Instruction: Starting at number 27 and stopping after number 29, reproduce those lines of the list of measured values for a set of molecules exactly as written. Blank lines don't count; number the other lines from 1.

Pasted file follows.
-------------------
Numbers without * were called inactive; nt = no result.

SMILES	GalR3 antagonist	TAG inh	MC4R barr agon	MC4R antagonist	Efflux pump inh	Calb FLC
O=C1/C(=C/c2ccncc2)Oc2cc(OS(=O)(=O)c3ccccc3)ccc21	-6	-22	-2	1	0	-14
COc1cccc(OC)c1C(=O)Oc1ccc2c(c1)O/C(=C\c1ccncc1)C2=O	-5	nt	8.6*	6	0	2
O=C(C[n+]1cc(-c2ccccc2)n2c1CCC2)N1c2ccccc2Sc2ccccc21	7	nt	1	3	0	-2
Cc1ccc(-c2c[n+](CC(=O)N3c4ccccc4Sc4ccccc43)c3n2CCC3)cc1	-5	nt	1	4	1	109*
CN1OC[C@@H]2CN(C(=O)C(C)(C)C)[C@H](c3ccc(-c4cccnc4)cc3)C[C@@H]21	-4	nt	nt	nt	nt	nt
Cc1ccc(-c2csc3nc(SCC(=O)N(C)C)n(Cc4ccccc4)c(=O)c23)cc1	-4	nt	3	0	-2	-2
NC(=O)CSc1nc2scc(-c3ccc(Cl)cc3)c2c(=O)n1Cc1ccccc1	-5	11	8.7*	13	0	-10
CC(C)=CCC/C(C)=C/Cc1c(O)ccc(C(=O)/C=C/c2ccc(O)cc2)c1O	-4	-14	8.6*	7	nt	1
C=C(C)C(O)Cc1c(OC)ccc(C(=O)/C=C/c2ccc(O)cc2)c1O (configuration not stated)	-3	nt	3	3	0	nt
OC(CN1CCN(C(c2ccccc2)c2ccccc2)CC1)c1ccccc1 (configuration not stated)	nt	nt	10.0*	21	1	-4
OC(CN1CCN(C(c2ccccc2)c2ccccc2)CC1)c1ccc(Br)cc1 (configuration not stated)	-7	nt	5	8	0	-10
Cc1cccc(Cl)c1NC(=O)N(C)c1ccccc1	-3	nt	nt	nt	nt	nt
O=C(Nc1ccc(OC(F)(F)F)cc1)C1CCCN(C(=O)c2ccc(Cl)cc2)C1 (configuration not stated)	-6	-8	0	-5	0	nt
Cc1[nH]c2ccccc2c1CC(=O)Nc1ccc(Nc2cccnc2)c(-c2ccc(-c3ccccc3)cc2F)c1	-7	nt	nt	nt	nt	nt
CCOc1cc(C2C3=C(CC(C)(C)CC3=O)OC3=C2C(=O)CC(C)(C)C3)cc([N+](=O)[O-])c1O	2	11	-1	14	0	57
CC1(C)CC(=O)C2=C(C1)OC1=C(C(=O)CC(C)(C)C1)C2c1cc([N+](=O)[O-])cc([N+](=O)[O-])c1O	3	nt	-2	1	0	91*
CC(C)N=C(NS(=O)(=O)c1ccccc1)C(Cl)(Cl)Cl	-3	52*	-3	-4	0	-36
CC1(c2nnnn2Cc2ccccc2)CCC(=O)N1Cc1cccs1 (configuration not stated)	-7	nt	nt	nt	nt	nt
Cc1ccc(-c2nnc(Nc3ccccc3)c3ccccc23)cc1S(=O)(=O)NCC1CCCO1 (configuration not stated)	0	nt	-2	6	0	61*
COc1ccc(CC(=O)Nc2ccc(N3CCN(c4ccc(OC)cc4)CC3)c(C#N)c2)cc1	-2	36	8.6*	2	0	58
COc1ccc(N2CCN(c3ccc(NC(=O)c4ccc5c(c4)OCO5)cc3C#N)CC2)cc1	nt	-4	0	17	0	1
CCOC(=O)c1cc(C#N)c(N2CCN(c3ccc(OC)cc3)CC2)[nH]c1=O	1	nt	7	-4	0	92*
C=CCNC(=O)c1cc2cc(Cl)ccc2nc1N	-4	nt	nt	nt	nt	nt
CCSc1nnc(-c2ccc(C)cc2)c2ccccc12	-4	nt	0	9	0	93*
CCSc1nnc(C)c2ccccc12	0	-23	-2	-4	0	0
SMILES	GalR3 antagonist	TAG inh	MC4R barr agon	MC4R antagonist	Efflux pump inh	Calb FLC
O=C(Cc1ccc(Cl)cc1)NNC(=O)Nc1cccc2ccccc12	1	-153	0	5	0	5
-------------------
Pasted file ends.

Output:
CCSc1nnc(C)c2ccccc12	0	-23	-2	-4	0	0
SMILES	GalR3 antagonist	TAG inh	MC4R barr agon	MC4R antagonist	Efflux pump inh	Calb FLC
O=C(Cc1ccc(Cl)cc1)NNC(=O)Nc1cccc2ccccc12	1	-153	0	5	0	5